Calf Accommodation – fit for purpose?
January 11, 2023
Calf housing has a crucial role in rearing the dairy cow of the future. The pre and post weaning stage for a calf will determine its future health, growth and performance.
Trevor Alcorn, CAFRE Dairying Development Adviser based in Omagh says that “Traditionally on many farms, calves were housed in old or redundant buildings that served their purpose for a smaller number of calves for that time. With herd size increasing and less availability of labour, many dairy farms have renewed or are in the process of renewing calf housing”.
Trevor continues to explain that there are a variety of options available, depending on the farm’s specific requirements. However, all calf housing should meet basic requirements of being clean and cleanable, dry with excess moisture continually removed and draught free. On a more detailed level, Trevor advises that other factors should be considered as follows.
Hygiene – good hygiene for young calves is essential as their immune system is not fully developed. Approx. 50% of calf deaths are due to poor hygiene. Consider all in or all out systems with all materials easily cleaned and not porous and consider the milk preparation / cleaning/ drying areas.
Dry and Good Drainage – calves should have a dry bed at all times. Increased moisture or dampness will have an adverse effect on calf health and performance. Applying a 1 in 20 slope in straw bedded pens will help improve drainage. Insert drainage channels to collect run off. Always ensure calves are well bedded – apply the knee test – that is, if you can kneel on the pen floor and not get wet knees then there is sufficient bedding.
Ventilation – fresh air will help reduce the bugs and ammonia in the shed. Viruses survive for a shorter time in fresh air than stale air. The inlet area should be 2-4 times greater than the outlet area to ensure air movement. Yorkshire cladding and raised/ventilated ridge are normally used. Aim for airspeed of 0.15 – 0.30 metres/ second and relative humidity of <80%. Calves will not radiate enough heat to generate the stack effect so consider mechanical ventilation to help create the correct air movement. If it is possible, site the building on the windward side of the farm where it is getting the cleanest of air.
No Draughts – a draught is when wind speed is greater than 0.5 meters/ second below the height of the calf. Aim for solid area, at least 4 feet high, around the bottom of the shed. Consider subdivisions within the shed of a similar height.
Warmth – calves will perform best in temperatures of 15 – 20 degrees Celsius. Young calves, particularly under a month old will feel the cold below 15 degrees Celsius. Ensure a draught free environment. Use deep beds of straw and calves legs should not be seen when lying down. Consider use of calf jackets, heat lamps & quartz heaters for younger calves, those under a month old.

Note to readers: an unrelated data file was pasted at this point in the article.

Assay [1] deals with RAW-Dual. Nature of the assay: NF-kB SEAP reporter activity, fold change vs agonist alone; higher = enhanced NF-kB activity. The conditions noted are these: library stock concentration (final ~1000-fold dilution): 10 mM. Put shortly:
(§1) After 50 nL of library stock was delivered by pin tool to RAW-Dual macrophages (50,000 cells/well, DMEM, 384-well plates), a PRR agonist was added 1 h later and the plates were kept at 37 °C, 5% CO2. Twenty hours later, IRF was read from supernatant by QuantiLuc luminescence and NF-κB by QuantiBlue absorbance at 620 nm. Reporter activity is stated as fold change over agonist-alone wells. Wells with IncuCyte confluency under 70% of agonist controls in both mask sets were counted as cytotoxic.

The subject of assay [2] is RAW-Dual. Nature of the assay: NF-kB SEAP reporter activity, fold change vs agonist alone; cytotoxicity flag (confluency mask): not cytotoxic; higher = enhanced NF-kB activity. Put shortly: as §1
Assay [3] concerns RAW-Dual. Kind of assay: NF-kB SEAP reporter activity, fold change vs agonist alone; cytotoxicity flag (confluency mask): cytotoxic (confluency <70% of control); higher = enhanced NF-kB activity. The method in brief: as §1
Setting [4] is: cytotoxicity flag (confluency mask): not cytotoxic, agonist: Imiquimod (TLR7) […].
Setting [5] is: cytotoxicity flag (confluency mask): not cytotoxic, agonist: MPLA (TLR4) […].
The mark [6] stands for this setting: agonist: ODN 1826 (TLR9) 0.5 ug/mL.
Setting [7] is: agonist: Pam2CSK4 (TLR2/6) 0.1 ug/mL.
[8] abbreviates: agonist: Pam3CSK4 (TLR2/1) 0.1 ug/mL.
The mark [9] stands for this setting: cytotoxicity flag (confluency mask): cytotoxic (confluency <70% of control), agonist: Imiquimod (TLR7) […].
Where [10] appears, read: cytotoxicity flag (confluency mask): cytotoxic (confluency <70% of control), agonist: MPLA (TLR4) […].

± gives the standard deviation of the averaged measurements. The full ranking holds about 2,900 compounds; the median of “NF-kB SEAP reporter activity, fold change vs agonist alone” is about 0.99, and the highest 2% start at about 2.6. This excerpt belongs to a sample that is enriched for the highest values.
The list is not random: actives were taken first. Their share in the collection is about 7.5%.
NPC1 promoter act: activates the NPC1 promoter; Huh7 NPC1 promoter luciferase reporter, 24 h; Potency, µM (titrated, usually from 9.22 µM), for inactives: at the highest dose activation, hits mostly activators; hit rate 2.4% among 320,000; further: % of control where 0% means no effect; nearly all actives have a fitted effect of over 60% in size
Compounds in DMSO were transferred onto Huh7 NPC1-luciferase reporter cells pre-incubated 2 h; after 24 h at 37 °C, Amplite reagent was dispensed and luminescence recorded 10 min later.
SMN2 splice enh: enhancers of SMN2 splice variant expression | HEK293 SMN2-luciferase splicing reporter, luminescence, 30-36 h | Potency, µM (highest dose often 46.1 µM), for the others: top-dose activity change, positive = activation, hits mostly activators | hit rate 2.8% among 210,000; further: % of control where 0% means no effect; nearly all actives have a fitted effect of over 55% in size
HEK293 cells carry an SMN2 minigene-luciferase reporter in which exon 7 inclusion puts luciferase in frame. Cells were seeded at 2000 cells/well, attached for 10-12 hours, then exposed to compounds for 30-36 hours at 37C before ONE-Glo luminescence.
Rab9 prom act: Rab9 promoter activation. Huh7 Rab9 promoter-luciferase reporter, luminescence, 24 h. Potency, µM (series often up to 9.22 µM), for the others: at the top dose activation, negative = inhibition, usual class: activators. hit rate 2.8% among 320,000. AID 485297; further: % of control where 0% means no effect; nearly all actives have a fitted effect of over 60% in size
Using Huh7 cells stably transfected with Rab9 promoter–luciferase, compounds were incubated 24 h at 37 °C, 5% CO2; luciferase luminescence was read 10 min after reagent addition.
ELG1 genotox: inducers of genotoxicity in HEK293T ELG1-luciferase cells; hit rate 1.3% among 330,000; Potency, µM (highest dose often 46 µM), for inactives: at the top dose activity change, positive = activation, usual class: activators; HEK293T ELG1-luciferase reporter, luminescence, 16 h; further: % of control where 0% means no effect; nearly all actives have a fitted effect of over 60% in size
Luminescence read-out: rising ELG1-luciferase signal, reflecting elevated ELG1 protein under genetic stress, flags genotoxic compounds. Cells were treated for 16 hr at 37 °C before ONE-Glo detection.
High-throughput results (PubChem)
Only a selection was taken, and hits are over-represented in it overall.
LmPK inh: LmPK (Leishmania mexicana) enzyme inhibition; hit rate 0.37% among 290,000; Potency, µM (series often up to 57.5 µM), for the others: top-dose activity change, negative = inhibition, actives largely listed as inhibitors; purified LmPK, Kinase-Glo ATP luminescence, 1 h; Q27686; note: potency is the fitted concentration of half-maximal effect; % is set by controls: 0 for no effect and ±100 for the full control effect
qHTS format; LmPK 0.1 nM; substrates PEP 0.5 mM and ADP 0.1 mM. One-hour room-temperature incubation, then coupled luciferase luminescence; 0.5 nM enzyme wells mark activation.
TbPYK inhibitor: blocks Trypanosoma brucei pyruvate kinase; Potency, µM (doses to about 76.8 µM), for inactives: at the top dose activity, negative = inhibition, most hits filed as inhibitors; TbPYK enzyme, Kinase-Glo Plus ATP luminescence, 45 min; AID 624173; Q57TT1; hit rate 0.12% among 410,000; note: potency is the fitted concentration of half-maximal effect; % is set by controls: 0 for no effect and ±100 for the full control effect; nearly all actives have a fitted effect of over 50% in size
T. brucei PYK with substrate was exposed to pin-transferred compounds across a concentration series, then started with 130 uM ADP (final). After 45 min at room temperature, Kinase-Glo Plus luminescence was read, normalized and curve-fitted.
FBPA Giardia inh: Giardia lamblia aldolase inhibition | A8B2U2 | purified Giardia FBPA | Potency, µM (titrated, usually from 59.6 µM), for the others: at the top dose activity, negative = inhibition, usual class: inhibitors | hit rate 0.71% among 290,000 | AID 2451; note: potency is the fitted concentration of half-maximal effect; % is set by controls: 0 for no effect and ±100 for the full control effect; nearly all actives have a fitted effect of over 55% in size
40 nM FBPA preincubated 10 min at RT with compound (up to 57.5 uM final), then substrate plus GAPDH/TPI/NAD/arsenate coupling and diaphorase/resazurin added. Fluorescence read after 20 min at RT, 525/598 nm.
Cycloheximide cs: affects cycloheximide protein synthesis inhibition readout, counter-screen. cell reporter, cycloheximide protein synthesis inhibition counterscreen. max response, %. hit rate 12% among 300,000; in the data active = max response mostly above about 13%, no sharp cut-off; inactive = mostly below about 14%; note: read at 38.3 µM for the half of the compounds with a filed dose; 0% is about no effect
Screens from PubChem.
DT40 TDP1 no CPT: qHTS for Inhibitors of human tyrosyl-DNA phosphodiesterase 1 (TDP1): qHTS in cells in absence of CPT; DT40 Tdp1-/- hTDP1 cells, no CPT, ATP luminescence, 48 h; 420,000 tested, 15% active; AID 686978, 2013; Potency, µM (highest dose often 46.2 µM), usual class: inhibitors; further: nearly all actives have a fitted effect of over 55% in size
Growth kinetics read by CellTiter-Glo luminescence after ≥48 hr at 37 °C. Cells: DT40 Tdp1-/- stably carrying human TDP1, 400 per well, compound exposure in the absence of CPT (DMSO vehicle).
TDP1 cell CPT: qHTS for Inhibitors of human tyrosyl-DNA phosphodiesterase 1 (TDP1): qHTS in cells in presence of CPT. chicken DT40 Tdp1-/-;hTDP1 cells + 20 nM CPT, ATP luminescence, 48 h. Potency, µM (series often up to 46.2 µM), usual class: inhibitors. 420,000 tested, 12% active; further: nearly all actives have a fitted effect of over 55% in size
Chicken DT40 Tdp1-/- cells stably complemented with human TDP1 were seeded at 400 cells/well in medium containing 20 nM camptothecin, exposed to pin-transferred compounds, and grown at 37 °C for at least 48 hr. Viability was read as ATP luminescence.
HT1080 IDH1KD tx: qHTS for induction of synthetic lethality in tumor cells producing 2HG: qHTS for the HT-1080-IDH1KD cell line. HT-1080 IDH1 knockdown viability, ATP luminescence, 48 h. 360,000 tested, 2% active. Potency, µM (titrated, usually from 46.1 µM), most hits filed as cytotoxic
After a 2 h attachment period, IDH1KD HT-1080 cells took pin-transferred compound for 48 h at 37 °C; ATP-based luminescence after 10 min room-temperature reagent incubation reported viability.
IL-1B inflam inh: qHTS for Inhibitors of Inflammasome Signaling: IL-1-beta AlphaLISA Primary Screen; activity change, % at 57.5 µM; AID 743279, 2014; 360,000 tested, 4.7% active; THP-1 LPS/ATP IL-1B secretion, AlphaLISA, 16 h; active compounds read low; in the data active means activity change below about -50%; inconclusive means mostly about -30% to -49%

Space Requirements- calves kept on an individual basis, in pens or hutches, must be allowed direct visual and tactile contact with other calves. They must also have sufficient space to stand up, lie down, turn around, stretch and groom.
Table 1: Space requirements for individual calf pens
|Calf weight||Pen size per calf|
|<60kg||1m x 1.5m|
|60 – 80kg||1m x 1.8m|
Group housing is recommended from 3 weeks of age – ideally calves of a similar age and drinking speed. This will help social development and growth rates.
Table 2: Space requirements for group housing
|Calf weight||Space requirements per calf|
|50 – 84kg||1.5m2|
|58 – 140kg||1.8m2|
|140 – 200kg||2.4m2|
Calf housing at the CAFRE Greenmount Dairy Centre
Trevor outlines that new calf housing was recently constructed at CAFRE Greenmount Campus and after much consideration an open sided apex building was decided on with the use of calf igloo’s. This design allowed for 6 igloo’s, 40 individual calf pens, 2 automatic calf feeders with 6 feed stations, straw storage area, milk preparation room, storeroom and isolation area for sick calves. The Greenmount design allows for unrestricted airflow, minimising disease resistance, giving calves choice of an igloo or bedded pen, and individual pens which have solid sides/ cover to reduce draughts.
Trevor concludes that “There is no one best fit solution for calf accommodation. It will depend on what works best for each farm and what the circumstances are. More recent developments tend to be more modular, mobile construction, largely constructed of plastic, which tends to offer better thermal properties for calves. They also tend to offer housing for smaller groups of calves independently, whilst allowing for easy expansion”.
CAFRE Calf Rearing Open Day
Everyone will have an opportunity to view best practice at the CAFRE calf house open day on Thursday 19th January 2023 at Greenmount Campus.The event will demonstrate a number of management strategies relating to health, welfare and labour efficiency in relation to dairy-bred calf rearing. This includes the open building design, feed preparation/cleaning area, automated feeding and the associated performance data from this system. The tour will conclude with a discussion on energy saving practices implemented within the CAFRE dairy herd.
Register at www.cafre.ac.uk/calf-rearing-open-day